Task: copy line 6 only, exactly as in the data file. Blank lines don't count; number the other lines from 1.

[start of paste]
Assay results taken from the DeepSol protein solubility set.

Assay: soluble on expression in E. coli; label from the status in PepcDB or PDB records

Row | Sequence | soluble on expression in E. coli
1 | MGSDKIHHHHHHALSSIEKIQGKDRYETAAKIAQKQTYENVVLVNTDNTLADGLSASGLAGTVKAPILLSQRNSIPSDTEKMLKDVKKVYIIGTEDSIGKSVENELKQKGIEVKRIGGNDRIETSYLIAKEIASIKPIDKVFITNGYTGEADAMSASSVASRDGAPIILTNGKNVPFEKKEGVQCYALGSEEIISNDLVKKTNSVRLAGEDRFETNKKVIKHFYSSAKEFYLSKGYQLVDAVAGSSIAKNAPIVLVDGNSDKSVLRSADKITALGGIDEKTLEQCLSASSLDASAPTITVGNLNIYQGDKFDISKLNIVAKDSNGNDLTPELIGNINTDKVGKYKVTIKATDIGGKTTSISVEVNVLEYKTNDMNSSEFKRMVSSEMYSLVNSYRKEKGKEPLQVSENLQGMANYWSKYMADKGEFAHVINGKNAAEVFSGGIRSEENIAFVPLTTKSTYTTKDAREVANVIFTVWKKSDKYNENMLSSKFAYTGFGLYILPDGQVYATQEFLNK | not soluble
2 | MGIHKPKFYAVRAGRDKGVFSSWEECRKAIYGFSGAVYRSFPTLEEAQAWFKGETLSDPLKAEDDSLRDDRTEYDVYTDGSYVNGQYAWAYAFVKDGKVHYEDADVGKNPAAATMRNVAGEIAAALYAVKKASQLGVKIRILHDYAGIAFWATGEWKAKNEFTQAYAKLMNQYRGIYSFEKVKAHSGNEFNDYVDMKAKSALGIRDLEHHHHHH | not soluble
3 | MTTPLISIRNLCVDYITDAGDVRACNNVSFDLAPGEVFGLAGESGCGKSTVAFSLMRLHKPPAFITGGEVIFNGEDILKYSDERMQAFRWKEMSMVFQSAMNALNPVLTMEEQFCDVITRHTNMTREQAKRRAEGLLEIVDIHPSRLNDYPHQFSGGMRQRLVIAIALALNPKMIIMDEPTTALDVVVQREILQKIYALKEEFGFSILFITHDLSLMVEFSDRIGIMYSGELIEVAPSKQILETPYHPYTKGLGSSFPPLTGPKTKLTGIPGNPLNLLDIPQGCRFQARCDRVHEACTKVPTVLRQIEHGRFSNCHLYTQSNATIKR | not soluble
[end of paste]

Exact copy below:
3 | MTTPLISIRNLCVDYITDAGDVRACNNVSFDLAPGEVFGLAGESGCGKSTVAFSLMRLHKPPAFITGGEVIFNGEDILKYSDERMQAFRWKEMSMVFQSAMNALNPVLTMEEQFCDVITRHTNMTREQAKRRAEGLLEIVDIHPSRLNDYPHQFSGGMRQRLVIAIALALNPKMIIMDEPTTALDVVVQREILQKIYALKEEFGFSILFITHDLSLMVEFSDRIGIMYSGELIEVAPSKQILETPYHPYTKGLGSSFPPLTGPKTKLTGIPGNPLNLLDIPQGCRFQARCDRVHEACTKVPTVLRQIEHGRFSNCHLYTQSNATIKR | not soluble